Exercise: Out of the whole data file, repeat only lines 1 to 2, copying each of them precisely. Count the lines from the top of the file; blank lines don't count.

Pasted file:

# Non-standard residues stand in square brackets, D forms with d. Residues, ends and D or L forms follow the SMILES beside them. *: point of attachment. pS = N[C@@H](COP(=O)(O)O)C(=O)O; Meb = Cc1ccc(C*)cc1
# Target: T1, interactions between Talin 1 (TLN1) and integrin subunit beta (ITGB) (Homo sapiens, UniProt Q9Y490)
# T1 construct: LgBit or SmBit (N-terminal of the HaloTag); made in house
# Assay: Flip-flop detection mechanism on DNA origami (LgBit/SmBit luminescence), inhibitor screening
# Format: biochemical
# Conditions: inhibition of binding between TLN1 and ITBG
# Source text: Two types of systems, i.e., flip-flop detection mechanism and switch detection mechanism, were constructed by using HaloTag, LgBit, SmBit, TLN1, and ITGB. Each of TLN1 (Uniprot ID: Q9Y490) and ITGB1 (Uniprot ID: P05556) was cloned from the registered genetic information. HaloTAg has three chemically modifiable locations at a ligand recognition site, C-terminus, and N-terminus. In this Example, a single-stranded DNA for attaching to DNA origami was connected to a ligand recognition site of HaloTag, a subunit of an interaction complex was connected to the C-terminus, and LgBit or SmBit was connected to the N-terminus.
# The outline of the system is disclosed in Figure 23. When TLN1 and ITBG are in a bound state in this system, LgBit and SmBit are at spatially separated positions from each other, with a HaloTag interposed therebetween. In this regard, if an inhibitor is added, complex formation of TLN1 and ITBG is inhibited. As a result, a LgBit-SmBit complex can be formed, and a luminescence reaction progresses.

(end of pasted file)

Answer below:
# Non-standard residues stand in square brackets, D forms with d. Residues, ends and D or L forms follow the SMILES beside them. *: point of attachment. pS = N[C@@H](COP(=O)(O)O)C(=O)O; Meb = Cc1ccc(C*)cc1
# Target: T1, interactions between Talin 1 (TLN1) and integrin subunit beta (ITGB) (Homo sapiens, UniProt Q9Y490)